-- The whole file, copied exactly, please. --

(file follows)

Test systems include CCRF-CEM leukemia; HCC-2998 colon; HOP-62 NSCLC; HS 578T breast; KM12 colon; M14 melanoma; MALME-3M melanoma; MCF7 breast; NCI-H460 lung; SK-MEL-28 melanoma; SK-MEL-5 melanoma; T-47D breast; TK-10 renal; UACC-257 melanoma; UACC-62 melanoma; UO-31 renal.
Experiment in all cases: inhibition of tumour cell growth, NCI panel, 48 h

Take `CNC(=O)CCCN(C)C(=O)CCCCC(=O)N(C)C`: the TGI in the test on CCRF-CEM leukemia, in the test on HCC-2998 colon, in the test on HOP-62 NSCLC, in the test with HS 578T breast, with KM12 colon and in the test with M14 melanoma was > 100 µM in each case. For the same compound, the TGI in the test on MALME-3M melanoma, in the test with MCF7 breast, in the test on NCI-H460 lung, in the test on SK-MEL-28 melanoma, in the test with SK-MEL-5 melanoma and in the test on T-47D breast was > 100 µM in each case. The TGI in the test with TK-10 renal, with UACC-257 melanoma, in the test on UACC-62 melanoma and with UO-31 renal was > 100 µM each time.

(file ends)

Test systems include CCRF-CEM leukemia; HCC-2998 colon; HOP-62 NSCLC; HS 578T breast; KM12 colon; M14 melanoma; MALME-3M melanoma; MCF7 breast; NCI-H460 lung; SK-MEL-28 melanoma; SK-MEL-5 melanoma; T-47D breast; TK-10 renal; UACC-257 melanoma; UACC-62 melanoma; UO-31 renal.
Experiment in all cases: inhibition of tumour cell growth, NCI panel, 48 h

Take `CNC(=O)CCCN(C)C(=O)CCCCC(=O)N(C)C`: the TGI in the test on CCRF-CEM leukemia, in the test on HCC-2998 colon, in the test on HOP-62 NSCLC, in the test with HS 578T breast, with KM12 colon and in the test with M14 melanoma was > 100 µM in each case. For the same compound, the TGI in the test on MALME-3M melanoma, in the test with MCF7 breast, in the test on NCI-H460 lung, in the test on SK-MEL-28 melanoma, in the test with SK-MEL-5 melanoma and in the test on T-47D breast was > 100 µM in each case. The TGI in the test with TK-10 renal, with UACC-257 melanoma, in the test on UACC-62 melanoma and with UO-31 renal was > 100 µM each time.